The FRED graph above shows that real gross domestic product (GDP) has declined over the first two quarters of 2022, after increasing by an average of 5.3% over the previous five quarters. In the eyes of some economists and financial market participants, two consecutive quarters of negative real GDP growth is sufficient evidence to declare a recession.
In the 75-year history of quarterly estimates of real GDP growth, there has been only one episode when two consecutive quarters of negative real GDP growth was not associated with a recession episode: the second and third quarters of 1947. So, from a historical standpoint, two consecutive quarters of negative real GDP growth is a pretty consistent signal for dating recessions. But what do the arbiters of dating business cycles have to say?
The dating committee
The National Bureau of Economic Research Business Cycle Dating Committee (hereafter NBER) maintains a chronology of monthly and quarterly dates of the peaks and troughs (i.e., turning points) of the business cycle. Rather than the popular two-quarter definition, the NBER employs a more comprehensive approach to dating the beginnings and ends of recessions. Specifically, they determine both the months and the quarters when economic activity peaked and troughed. Typically, the peak month occurs in the same quarter—but not always. For example, the NBER’s monthly peak of the pandemic-spawned recession occurred in February 2020, but their quarterly peak occurred in the fourth quarter of 2019.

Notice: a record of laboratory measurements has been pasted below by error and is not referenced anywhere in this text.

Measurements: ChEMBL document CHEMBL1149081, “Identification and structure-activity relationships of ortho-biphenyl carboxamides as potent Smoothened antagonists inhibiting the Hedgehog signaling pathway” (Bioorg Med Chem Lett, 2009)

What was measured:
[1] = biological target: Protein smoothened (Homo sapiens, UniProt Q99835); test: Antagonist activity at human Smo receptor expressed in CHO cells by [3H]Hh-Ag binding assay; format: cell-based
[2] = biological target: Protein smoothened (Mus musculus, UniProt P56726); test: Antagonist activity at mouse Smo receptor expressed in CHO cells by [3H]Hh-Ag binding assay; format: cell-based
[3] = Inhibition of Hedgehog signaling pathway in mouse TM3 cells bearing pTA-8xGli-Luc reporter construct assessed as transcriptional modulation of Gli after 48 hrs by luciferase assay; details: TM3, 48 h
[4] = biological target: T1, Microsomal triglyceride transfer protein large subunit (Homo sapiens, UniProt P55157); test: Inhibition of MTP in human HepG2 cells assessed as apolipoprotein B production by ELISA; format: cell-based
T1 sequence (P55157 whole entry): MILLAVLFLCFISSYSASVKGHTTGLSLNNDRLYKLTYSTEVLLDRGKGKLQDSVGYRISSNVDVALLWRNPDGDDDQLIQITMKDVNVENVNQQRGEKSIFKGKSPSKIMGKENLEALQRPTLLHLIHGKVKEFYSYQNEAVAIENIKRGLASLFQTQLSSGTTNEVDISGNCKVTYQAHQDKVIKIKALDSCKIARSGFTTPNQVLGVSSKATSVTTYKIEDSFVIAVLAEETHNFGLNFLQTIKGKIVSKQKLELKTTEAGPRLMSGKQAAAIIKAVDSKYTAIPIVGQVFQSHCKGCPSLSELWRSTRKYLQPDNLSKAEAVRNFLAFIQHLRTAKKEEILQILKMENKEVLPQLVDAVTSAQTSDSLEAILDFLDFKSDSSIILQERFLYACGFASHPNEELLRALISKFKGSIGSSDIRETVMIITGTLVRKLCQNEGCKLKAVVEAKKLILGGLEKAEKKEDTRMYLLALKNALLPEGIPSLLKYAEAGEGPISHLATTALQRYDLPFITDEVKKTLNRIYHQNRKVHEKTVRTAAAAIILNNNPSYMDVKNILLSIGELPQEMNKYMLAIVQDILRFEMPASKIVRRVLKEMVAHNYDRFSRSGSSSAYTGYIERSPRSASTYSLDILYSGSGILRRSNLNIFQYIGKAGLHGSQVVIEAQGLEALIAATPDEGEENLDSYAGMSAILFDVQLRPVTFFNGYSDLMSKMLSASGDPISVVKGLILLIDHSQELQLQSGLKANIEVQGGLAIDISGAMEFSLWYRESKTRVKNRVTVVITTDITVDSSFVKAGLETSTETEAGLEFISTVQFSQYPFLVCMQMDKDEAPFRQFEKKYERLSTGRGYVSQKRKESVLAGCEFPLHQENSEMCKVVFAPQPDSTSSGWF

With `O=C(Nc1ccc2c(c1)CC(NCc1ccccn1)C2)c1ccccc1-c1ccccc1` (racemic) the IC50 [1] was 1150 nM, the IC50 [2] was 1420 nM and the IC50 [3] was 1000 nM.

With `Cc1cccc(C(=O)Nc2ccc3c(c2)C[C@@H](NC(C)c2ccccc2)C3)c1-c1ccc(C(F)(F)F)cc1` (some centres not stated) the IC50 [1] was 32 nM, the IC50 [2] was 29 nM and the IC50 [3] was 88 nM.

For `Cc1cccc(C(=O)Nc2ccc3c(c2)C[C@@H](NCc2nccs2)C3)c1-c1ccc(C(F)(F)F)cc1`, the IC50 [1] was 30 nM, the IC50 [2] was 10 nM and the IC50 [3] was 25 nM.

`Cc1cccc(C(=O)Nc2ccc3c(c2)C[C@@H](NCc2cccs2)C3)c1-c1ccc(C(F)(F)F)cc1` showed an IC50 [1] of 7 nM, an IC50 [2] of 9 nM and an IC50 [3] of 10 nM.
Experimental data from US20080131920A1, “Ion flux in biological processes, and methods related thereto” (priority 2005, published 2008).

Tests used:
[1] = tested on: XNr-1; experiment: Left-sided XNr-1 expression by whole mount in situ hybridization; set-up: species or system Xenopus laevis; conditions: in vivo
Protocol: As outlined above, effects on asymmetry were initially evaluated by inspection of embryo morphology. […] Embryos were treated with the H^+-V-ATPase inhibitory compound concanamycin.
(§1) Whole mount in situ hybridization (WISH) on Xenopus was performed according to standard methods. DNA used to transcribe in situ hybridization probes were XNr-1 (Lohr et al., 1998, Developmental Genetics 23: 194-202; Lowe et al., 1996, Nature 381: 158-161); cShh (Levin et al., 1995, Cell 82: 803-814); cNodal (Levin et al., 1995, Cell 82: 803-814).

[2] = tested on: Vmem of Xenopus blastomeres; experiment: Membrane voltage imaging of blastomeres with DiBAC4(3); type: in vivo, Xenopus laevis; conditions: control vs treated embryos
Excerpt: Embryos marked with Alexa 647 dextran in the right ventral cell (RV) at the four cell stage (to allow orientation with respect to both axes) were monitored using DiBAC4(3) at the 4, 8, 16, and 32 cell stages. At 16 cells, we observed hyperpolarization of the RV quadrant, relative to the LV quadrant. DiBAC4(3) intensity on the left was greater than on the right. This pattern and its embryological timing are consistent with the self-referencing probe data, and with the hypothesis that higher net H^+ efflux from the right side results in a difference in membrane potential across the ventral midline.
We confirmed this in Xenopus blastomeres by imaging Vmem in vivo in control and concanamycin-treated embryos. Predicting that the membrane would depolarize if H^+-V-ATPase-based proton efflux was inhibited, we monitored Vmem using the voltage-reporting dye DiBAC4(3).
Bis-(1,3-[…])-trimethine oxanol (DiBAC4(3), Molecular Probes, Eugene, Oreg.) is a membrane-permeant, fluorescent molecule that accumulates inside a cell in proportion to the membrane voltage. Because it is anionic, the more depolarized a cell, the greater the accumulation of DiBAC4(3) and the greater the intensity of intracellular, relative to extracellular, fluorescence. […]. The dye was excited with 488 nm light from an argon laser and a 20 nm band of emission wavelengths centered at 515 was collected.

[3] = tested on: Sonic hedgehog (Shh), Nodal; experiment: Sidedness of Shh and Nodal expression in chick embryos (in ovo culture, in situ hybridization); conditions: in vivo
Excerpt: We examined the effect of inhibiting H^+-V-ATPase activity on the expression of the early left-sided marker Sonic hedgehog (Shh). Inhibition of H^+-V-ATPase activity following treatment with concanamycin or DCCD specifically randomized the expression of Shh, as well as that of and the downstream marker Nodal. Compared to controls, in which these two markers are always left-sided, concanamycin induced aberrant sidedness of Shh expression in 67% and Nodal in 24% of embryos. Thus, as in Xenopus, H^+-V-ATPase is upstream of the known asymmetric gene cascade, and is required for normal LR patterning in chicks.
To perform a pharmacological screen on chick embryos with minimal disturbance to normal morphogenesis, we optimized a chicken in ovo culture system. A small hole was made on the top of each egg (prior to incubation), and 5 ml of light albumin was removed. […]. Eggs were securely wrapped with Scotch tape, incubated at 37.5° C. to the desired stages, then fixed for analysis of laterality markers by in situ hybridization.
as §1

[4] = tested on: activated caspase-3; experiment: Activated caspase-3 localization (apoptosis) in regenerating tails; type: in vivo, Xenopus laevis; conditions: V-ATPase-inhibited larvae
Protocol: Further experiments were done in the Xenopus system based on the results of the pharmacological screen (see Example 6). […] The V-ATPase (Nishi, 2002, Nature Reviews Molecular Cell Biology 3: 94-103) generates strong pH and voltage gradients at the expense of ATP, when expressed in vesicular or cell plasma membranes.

To determine the months of peaks and troughs, the NBER looks at several data series, such as industrial production, nonfarm payroll employment, civilian employment, and real personal income less transfer payments. The NBER also considers two other monthly series: real personal consumption expenditures and civilian employment. Civilian employment is measured using the household survey (Current Population Survey), while nonfarm payroll employment counts the number of jobs and is measured using the establishment survey (Current Employment Statistics).
The NBER also looks at estimates of the expenditure- and income-side measures of aggregate economic activity—otherwise known, respectively, as real GDP and real gross domestic income (GDI). Theoretically, GDP and GDI should equal each other in dollar terms, but they rarely do. (This difference between the two series is known as the statistical discrepancy.) The NBER also examines average GDP and GDI.
A new resource in FRED
This is a lot of information to gather, so FRED now offers some help navigating the ebbs and flows of these key data series with a new dashboard that compiles all these series on one page.
As with any user-created FRED dashboard, it updates automatically. Now, there won’t be any commentary on the current or prospective trends in the dashboard. But FRED users can make their own determination as to the likelihood of a turning point in the business cycle. Users can also use the dashboard as a starting point for creating their own variations.
Suggested by Kevin Kliesen.